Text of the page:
Theology: March 2007 Archives

In a post about how white evangelicals often do but should not assume what he calls a "white presumptive" perspective (something I wholeheartedly agree with and have discussed in the past under the term 'normative whiteness'), Mark Dever says something in passing that I'm not sure I agree with.
African-American Christian history is more fundamentally Christian than it is African-American. I realize that may be a controversial statement, but inside the body of Christ, we must realize that our racial identities (while seeming in Revelation to last into eternity) are not as fundamental as our Christian identity.

Again, his main statement there is something I wholeheartedly agree with. Black evangelicals, in my experience, are more likely to resist this biblical truth than white evangelicals, at least in their explicit beliefs. But white evangelicals can often give it lip service to it without realizing how much they are in fact tied to their white identity, as instanced by the very occasion of Mark's post. Whiteness is invisible to most white people, and the fact that white people affirm this statement doesn't mean they really understand what it amounts to and how their lives would have to change were they really to incorporate its truth into their lives.

But the disagreement I have with this statement is not in what it says overall but in what he says in passing in parentheses. He says racial identities seem in Revelation to last into eternity. Is that true? Now it may be that the things that inform our identities racially do last into eternity. Does that mean we will still have races in eternity? I don't think that follows, but I think the question of whether we will have racial identities in eternity is separate from the question of whether the book of Revelation includes anything that should seem to indicate that racial identities will continue in eternity. There are strong indications that the believers gathered around God's throne is a united body of people from every tongue and nation.

But two things make me think it is not teaching that racial identities continue into eternity. First, these descriptions are not just about eternity. They are about the gathered people of God, who are spiritually speaking around the throne of God in heaven. This isn't a resurrection scene. It's a teaching about the nature of the church now. Second, it doesn't say that these are people defined in terms of racial identities. It says that there are people there from every tongue, tribe, and nation. These are people called out of the world and into the people of God. It doesn't mean racial identities are wiped out, but it doesn't say they're not. It simply says that people who were of all the tongues, tribes, and nations are gathered together as one.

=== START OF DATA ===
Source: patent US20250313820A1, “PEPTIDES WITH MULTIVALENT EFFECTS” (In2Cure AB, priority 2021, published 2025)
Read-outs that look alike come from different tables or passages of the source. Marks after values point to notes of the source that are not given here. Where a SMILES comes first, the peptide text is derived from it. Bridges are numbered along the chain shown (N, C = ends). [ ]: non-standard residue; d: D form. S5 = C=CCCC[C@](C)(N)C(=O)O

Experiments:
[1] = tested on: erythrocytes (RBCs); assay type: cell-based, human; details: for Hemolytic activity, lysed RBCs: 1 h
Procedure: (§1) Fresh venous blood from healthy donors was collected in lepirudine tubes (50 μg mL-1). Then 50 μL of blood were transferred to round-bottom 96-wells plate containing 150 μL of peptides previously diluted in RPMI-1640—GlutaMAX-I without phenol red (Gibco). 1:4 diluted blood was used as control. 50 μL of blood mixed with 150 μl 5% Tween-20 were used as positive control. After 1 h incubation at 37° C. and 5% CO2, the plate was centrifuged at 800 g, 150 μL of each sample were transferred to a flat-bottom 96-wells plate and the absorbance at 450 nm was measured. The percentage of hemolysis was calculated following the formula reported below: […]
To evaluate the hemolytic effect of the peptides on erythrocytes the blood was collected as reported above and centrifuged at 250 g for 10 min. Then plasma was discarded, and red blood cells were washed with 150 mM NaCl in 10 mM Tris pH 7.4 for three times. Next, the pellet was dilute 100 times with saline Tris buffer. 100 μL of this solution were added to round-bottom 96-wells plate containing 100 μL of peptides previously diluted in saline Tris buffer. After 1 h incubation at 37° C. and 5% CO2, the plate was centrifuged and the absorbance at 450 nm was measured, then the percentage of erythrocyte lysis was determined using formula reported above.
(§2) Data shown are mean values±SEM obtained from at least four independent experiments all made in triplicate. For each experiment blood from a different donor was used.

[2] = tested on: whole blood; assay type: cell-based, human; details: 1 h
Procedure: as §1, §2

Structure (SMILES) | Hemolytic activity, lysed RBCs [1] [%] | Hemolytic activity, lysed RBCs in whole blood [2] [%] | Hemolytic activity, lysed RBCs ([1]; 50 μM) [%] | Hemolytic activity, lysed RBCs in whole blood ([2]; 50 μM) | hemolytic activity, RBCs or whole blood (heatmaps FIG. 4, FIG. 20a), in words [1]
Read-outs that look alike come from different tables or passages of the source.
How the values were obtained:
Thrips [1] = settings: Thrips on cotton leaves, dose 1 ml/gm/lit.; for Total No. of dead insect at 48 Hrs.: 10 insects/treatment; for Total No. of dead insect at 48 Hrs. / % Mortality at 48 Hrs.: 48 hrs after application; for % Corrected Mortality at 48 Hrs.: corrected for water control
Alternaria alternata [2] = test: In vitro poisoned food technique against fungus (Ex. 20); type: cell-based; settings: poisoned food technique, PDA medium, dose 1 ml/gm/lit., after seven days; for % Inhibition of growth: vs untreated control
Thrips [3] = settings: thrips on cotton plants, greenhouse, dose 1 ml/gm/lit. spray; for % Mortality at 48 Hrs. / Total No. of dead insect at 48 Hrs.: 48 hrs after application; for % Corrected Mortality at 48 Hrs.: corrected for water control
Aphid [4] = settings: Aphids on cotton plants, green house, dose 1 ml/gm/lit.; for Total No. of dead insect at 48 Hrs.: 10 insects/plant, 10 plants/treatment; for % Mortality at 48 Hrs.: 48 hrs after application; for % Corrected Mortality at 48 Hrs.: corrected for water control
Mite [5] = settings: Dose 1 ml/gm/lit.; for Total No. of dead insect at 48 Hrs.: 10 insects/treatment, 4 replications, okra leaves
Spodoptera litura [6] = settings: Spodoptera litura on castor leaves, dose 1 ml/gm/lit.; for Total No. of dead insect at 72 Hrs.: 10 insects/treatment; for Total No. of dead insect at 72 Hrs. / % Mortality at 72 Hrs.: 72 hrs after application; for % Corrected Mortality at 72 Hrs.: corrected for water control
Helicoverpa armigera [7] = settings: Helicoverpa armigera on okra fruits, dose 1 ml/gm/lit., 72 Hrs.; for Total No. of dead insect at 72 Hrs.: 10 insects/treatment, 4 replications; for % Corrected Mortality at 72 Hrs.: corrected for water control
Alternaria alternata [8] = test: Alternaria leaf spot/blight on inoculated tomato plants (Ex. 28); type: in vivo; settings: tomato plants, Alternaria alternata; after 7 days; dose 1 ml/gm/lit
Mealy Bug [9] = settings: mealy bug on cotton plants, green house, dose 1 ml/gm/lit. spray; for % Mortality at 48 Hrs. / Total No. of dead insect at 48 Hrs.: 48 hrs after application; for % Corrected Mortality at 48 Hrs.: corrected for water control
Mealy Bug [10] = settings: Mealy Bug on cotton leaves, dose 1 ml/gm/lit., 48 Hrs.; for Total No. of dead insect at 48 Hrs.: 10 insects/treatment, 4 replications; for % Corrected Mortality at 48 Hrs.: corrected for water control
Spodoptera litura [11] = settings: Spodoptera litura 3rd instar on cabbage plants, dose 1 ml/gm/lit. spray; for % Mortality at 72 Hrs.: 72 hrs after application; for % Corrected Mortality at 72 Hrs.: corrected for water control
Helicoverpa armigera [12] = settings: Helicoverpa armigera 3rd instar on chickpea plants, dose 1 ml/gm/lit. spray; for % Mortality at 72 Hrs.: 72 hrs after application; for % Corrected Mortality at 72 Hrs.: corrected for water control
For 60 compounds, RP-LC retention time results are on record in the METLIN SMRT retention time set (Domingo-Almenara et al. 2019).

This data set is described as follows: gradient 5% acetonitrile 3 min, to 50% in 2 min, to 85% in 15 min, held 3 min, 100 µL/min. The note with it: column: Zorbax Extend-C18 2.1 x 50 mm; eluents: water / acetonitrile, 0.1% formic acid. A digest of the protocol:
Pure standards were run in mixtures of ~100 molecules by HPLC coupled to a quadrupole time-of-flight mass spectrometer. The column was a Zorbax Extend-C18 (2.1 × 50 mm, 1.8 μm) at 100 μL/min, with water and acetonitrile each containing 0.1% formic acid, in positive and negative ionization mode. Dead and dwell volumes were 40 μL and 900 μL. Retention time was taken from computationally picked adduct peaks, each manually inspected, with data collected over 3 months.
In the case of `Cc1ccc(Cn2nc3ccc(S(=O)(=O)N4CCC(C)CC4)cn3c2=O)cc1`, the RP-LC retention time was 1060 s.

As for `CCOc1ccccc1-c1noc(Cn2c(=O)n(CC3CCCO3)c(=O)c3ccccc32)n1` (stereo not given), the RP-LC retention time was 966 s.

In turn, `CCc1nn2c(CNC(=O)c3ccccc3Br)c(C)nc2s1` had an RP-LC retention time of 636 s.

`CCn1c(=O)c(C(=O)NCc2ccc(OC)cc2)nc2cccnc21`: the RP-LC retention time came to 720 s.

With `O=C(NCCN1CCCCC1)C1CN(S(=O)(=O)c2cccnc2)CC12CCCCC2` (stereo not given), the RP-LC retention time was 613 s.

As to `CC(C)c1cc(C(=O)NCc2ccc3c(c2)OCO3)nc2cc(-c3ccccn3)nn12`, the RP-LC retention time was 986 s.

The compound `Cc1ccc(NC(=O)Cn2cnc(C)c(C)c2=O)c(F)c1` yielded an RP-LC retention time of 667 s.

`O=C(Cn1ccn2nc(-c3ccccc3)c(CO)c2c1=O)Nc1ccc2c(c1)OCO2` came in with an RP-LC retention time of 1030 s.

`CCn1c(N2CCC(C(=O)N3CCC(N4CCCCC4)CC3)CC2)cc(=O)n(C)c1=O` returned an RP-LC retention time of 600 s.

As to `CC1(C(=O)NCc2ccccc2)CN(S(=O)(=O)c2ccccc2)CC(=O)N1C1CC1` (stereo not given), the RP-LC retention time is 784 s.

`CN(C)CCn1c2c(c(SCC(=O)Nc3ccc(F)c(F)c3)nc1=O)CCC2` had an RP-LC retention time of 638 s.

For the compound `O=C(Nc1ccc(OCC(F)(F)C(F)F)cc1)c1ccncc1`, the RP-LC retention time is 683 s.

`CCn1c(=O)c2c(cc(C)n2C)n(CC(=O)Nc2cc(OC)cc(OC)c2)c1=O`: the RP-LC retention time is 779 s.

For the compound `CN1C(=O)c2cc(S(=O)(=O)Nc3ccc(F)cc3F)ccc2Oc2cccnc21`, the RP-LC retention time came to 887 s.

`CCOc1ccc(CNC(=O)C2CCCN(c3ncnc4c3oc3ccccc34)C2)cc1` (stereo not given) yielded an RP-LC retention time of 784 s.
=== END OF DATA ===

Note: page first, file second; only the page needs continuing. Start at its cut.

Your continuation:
It's become fairly commonplace that someone will claim that the concept of inerrancy is a relatively recent development in the history of Christianity. Some trace it back to the 19th century and then claim that anyone beforehand held some weaker view of the authority of scripture. I'm not sure how this got started, but it's been popularized by people who are otherwise good scholars, such as George Marsden. I've had it on the backburner for at least several months now to put together a post on this issue, but I haven't managed to get the impetus to do it until a commenter on this post threw this canard at me. So here is what I consider to be absolutely clear statements from some historical figures long before the 19th century holding to views that seem to me to be pretty much the same view as the inerrancy of the Chicago Statement of Biblical Inerrancy, which has become a standard account of contemporary evangelicals mean by the term.

Now I've always thought the biblical authors would be shocked at any suggestion that there were errors in any genuinely divinely-inspired scripture. I think there are reasons for thinking this in the various parts of the canon. But Jesus and the authors of the epistles very clearly saw the psalms as authoritative in a way that they would base arguments on particular words. Clearly they took the psalms seriously.

I find it extremely hard to take Psalm 119 seriously without concluding that its author held (at least what at the time was considered) God’s word to be absolutely infallible. It doesn’t take reading very far into the psalm to see that. Verse 13 says that all the laws come from God (which the Torah itself repeatedly stresses). Throughout the psalm there are statements about how trustworthy God’s word and law are, e.g. v.86 “all your commands are trustworthy”, and v.139 says they are fully trustworthy. V.89 says it’s eternal and in the heavens as if some might have thought that it was a merely humanly authored set of documents that are temporary or not fully what God would want expressed, and v.91 explains the continuance of the laws in terms of everything serving God, including the laws, which were authored under his sovereign decree. In v.118, straying in any way from God’s decrees deserves God’s rejection, which amounts to saying that God rejects any deviation from them, i.e. seeing any of them as in error. According to v.151, all of them are true, and v.172 says all of them are righteous, with v.142 tying them together: “your righteousness is everlasting and your law is true”, which in Hebrew parallelism connects the truth of the laws to the righteousness of God. The contrast of v.163 between hating falsehood but loving God’s law amounts to saying that none of the laws are false. I don't know how to accept all of that while denying inerrancy.

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